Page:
Gerunds as Direct Objects

Gerunds look like verbs, so they can be a little confusing. However, they are actually nouns, which means that you'll come across gerunds which are direct objects.

Here's an article on gerunds if you need a refresher.

Often you'll find that in a sentence that has a gerund as an object, the verb is a stative verb, otherwise known as 'a feeling verb.'

I like living in the city.

In the above example, the gerund phrase 'living in the city' is the object of the verb 'living.'

They can also be the direct object of action verbs, however:

He continued making dinner while the others chatted.

Infinitives as Direct Objects

Infinitives can also act as nouns, which means they can be a verb's direct object.

I prefer to think of it as the glass half full.

In the above sentence, the infinitive 'to think' takes on the role of a noun and the direct object of the verb 'prefer' in this example.

Just make sure you don't confuse the 'to' in an infinitive acting as the direct object with the 'to' in a prepositional phrase.

We aren't ready to leave yet.

Pronouns as Direct Objects

As you know, pronouns are little words that replace nouns.

As you also know, there are two different types of pronouns - subject pronouns and object pronouns.

If you need a little refresher on pronouns, check out our article on pronouns.

Basically, what this means is that you'll always have a choice between two pronouns to refer to the same thing or person. Which one you choose will depend on whether the noun you're replacing is the subject or the object of the sentence.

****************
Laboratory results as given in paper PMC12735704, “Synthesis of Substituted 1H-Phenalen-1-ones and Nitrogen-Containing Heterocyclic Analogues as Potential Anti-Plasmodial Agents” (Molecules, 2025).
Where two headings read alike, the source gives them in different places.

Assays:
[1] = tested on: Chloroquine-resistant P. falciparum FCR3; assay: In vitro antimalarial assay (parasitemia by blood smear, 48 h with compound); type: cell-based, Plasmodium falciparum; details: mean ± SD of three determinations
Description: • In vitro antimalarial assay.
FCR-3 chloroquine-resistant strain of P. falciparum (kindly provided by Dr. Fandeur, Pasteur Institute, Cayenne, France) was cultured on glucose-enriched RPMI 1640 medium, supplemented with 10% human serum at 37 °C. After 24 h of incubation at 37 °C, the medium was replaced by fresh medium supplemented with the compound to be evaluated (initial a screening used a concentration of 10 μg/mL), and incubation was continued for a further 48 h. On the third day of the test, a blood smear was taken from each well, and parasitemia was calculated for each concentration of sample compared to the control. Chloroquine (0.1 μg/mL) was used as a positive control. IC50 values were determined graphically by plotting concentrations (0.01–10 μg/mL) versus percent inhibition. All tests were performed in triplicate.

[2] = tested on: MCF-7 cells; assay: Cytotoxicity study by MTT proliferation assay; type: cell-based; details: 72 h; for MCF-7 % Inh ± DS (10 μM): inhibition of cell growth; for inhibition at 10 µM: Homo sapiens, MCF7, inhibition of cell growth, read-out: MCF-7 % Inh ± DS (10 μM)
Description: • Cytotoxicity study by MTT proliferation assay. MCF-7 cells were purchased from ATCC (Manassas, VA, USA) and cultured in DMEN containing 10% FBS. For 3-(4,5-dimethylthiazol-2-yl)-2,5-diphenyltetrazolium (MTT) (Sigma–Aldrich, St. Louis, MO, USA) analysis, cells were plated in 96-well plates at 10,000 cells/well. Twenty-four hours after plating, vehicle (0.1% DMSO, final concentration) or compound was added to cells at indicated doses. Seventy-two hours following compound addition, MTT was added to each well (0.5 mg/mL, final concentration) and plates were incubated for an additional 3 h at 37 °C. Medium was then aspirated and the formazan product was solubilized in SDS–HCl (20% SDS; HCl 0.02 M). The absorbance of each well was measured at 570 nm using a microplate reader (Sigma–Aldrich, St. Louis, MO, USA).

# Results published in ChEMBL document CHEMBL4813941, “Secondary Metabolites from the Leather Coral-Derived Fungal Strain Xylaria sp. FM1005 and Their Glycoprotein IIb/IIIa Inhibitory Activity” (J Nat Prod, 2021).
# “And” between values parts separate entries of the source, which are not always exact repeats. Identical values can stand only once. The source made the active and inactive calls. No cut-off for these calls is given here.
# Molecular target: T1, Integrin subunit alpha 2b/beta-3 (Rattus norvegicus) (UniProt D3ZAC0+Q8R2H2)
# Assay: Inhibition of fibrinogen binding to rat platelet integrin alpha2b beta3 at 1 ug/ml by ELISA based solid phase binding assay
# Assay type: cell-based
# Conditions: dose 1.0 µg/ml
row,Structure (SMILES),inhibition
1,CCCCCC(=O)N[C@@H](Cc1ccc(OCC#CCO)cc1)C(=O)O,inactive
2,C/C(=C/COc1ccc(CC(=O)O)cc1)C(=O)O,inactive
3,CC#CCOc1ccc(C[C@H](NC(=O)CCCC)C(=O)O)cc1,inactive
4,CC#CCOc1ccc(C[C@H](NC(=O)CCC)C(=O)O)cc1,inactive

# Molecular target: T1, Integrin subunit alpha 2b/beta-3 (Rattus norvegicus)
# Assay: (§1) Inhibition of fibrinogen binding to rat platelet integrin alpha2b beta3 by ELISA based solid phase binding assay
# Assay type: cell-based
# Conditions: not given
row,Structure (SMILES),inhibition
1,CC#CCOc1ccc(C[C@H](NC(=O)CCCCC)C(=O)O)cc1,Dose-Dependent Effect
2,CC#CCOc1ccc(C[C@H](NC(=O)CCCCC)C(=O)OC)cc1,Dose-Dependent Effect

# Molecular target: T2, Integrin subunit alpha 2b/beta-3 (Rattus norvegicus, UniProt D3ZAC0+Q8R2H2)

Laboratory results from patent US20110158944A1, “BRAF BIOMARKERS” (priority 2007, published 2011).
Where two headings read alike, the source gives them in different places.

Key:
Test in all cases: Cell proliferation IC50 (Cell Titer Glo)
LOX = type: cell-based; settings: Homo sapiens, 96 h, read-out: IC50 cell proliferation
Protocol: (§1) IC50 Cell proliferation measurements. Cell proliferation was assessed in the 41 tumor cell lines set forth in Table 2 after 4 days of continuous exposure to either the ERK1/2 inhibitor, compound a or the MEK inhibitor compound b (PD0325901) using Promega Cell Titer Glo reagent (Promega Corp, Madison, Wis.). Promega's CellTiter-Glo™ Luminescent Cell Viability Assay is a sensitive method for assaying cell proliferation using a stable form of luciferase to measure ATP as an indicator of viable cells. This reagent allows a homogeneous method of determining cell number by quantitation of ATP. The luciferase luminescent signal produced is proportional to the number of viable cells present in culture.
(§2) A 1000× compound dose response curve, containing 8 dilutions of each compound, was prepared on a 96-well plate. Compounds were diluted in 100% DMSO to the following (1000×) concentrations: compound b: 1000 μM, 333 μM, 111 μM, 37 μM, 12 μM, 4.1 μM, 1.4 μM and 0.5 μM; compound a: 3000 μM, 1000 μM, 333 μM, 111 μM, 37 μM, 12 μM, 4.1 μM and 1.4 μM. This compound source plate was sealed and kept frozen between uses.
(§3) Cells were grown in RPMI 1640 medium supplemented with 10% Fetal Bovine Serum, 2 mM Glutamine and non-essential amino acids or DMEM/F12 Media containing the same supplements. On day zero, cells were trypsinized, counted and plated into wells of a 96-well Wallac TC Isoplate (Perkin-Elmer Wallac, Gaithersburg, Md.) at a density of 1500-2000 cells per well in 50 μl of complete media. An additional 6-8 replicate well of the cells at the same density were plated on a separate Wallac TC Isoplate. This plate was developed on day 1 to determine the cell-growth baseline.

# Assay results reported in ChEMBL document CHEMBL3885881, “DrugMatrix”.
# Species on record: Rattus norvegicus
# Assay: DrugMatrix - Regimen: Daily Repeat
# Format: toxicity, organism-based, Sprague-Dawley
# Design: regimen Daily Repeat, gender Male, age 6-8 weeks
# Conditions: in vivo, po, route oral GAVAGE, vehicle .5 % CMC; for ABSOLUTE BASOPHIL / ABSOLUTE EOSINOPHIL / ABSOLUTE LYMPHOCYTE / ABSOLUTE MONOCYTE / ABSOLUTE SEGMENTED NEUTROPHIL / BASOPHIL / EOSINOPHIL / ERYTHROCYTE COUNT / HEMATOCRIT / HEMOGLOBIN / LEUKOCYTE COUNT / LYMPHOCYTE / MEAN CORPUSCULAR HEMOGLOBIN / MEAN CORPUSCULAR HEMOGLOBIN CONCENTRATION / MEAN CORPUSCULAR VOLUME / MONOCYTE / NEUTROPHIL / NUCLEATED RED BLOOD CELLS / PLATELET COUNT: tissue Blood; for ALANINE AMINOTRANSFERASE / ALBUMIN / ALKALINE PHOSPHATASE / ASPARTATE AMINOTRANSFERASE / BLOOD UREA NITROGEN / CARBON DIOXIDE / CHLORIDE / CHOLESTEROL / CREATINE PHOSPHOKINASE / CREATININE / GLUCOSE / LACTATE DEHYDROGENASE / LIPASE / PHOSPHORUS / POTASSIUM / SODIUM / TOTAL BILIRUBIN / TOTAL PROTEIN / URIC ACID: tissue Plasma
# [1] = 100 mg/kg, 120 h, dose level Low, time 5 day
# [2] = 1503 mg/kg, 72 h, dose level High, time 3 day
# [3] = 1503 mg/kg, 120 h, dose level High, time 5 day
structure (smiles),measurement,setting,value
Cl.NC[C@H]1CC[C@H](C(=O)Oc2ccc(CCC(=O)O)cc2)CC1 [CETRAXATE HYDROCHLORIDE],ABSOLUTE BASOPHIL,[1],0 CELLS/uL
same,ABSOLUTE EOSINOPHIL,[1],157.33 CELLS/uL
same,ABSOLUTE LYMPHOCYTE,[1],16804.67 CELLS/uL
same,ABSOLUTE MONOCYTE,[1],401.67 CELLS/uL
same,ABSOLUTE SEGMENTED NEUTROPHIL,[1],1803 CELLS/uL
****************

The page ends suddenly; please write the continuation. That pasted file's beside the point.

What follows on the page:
Here's a list of subject personal pronouns:

  • I
    First-person singular
  • You
    Second person singular
  • He, she, it
    Third person singular
  • We
    First-person plural
  • You
    Second person plural
  • They
    Third person plural

And here are the object person pronouns:

  • Me
    First-person singular
  • You
    Second person singular
  • Him, her, it
    Third person singular
  • Us
    First-person plural
  • You
    Second person plural
  • Them
    Third person plural 

That second list is the one that's relevant to use today. That's because if you're using the pronoun to replace a direct object, you should use the object pronoun. 

For example:

I'm meeting Sally at the apartment later. I'll give her the keys then.

Sally is the direct object in both these sentences. In the second sentence, instead of repeating the proper noun "Sally," we're using a pronoun instead. Since Sally is the object and not the subject ('I' is the subject), we use the direct object 'her.'

Here's another sentence to illustrate:

I've lost my cat; have you seen him?